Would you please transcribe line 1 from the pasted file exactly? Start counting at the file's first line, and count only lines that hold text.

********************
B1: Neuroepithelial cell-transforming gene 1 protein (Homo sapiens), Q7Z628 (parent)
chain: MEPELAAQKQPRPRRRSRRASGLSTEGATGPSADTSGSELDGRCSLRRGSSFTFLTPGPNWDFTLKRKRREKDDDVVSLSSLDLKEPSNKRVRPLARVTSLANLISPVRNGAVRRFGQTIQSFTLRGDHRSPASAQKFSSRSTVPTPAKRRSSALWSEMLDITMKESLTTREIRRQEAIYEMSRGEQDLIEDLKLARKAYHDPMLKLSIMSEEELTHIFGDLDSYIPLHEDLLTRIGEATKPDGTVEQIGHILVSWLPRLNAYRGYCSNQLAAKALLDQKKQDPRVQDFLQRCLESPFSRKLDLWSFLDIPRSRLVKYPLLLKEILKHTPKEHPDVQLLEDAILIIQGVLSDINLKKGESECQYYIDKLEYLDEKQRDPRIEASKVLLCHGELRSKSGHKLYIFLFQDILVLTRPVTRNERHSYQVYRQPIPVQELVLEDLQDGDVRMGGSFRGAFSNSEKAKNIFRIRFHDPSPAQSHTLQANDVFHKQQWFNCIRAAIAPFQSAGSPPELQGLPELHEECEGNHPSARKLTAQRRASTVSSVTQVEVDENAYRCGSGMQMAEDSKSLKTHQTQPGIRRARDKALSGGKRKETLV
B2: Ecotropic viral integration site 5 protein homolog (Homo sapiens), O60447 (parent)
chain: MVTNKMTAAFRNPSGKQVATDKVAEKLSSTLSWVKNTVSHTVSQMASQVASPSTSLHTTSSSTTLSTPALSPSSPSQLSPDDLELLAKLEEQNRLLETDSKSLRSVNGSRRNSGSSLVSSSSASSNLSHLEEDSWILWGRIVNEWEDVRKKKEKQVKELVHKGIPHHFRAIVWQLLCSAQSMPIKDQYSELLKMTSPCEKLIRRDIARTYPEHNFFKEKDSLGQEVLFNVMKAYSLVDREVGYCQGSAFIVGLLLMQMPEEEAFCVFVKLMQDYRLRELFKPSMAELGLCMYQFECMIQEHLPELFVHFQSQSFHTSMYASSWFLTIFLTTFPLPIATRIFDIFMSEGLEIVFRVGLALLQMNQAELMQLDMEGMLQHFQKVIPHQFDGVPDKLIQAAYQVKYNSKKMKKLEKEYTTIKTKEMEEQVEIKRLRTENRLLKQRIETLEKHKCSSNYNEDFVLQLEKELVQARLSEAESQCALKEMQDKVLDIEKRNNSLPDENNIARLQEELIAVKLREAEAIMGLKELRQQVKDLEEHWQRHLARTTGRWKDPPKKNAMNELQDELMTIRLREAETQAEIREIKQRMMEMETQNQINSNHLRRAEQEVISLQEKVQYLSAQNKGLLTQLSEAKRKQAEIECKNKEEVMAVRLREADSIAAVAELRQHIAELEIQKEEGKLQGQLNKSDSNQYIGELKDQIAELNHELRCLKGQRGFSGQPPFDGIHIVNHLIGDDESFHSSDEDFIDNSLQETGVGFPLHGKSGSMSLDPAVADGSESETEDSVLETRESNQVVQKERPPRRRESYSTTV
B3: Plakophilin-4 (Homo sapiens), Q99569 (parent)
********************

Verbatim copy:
B1: Neuroepithelial cell-transforming gene 1 protein (Homo sapiens), Q7Z628 (parent)